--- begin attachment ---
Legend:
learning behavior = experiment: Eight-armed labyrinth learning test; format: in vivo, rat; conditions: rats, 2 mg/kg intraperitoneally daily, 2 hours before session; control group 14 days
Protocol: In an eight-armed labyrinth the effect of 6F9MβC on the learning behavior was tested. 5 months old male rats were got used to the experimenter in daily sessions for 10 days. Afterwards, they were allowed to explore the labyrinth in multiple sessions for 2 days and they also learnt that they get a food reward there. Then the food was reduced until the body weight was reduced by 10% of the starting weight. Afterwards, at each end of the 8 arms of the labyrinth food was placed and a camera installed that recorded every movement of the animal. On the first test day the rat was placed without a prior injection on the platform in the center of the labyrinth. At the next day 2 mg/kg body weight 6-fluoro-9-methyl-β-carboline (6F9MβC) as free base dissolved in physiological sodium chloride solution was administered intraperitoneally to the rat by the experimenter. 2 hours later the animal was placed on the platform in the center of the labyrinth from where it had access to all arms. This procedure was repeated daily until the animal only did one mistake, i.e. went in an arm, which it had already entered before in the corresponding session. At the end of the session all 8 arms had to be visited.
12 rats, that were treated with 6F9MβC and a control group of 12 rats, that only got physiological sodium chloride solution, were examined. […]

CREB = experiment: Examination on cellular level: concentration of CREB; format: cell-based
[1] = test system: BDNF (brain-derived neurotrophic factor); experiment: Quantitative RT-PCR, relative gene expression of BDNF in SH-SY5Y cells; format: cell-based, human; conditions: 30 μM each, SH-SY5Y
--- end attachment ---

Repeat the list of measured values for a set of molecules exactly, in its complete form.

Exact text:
Legend:
learning behavior = experiment: Eight-armed labyrinth learning test; format: in vivo, rat; conditions: rats, 2 mg/kg intraperitoneally daily, 2 hours before session; control group 14 days
Protocol: In an eight-armed labyrinth the effect of 6F9MβC on the learning behavior was tested. 5 months old male rats were got used to the experimenter in daily sessions for 10 days. Afterwards, they were allowed to explore the labyrinth in multiple sessions for 2 days and they also learnt that they get a food reward there. Then the food was reduced until the body weight was reduced by 10% of the starting weight. Afterwards, at each end of the 8 arms of the labyrinth food was placed and a camera installed that recorded every movement of the animal. On the first test day the rat was placed without a prior injection on the platform in the center of the labyrinth. At the next day 2 mg/kg body weight 6-fluoro-9-methyl-β-carboline (6F9MβC) as free base dissolved in physiological sodium chloride solution was administered intraperitoneally to the rat by the experimenter. 2 hours later the animal was placed on the platform in the center of the labyrinth from where it had access to all arms. This procedure was repeated daily until the animal only did one mistake, i.e. went in an arm, which it had already entered before in the corresponding session. At the end of the session all 8 arms had to be visited.
12 rats, that were treated with 6F9MβC and a control group of 12 rats, that only got physiological sodium chloride solution, were examined. […]

CREB = experiment: Examination on cellular level: concentration of CREB; format: cell-based
[1] = test system: BDNF (brain-derived neurotrophic factor); experiment: Quantitative RT-PCR, relative gene expression of BDNF in SH-SY5Y cells; format: cell-based, human; conditions: 30 μM each, SH-SY5Y